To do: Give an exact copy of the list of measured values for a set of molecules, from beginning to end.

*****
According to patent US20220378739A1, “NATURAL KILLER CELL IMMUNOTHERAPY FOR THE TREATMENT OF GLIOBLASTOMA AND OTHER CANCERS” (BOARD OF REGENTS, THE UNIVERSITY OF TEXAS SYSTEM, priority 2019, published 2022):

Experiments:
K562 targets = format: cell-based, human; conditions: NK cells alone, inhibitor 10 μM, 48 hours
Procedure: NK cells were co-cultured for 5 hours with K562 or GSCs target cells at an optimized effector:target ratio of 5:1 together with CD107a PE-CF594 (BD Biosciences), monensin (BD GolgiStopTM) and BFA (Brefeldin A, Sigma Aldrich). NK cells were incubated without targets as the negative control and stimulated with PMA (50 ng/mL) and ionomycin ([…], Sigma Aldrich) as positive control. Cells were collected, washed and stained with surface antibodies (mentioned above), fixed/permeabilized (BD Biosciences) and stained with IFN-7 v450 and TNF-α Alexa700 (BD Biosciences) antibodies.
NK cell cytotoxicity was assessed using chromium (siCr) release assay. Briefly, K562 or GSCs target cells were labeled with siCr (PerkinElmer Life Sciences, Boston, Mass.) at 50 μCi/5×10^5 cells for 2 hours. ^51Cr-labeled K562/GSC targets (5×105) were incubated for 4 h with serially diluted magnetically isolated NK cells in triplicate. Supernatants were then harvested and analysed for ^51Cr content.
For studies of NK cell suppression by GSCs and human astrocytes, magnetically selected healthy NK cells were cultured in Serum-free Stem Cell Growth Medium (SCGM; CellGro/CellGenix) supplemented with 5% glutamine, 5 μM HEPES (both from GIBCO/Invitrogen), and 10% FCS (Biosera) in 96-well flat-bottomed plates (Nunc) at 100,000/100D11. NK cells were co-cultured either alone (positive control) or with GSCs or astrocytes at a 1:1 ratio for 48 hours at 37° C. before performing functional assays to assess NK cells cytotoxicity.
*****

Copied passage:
According to patent US20220378739A1, “NATURAL KILLER CELL IMMUNOTHERAPY FOR THE TREATMENT OF GLIOBLASTOMA AND OTHER CANCERS” (BOARD OF REGENTS, THE UNIVERSITY OF TEXAS SYSTEM, priority 2019, published 2022):

Experiments:
K562 targets = format: cell-based, human; conditions: NK cells alone, inhibitor 10 μM, 48 hours
Procedure: NK cells were co-cultured for 5 hours with K562 or GSCs target cells at an optimized effector:target ratio of 5:1 together with CD107a PE-CF594 (BD Biosciences), monensin (BD GolgiStopTM) and BFA (Brefeldin A, Sigma Aldrich). NK cells were incubated without targets as the negative control and stimulated with PMA (50 ng/mL) and ionomycin ([…], Sigma Aldrich) as positive control. Cells were collected, washed and stained with surface antibodies (mentioned above), fixed/permeabilized (BD Biosciences) and stained with IFN-7 v450 and TNF-α Alexa700 (BD Biosciences) antibodies.
NK cell cytotoxicity was assessed using chromium (siCr) release assay. Briefly, K562 or GSCs target cells were labeled with siCr (PerkinElmer Life Sciences, Boston, Mass.) at 50 μCi/5×10^5 cells for 2 hours. ^51Cr-labeled K562/GSC targets (5×105) were incubated for 4 h with serially diluted magnetically isolated NK cells in triplicate. Supernatants were then harvested and analysed for ^51Cr content.
For studies of NK cell suppression by GSCs and human astrocytes, magnetically selected healthy NK cells were cultured in Serum-free Stem Cell Growth Medium (SCGM; CellGro/CellGenix) supplemented with 5% glutamine, 5 μM HEPES (both from GIBCO/Invitrogen), and 10% FCS (Biosera) in 96-well flat-bottomed plates (Nunc) at 100,000/100D11. NK cells were co-cultured either alone (positive control) or with GSCs or astrocytes at a 1:1 ratio for 48 hours at 37° C. before performing functional assays to assess NK cells cytotoxicity.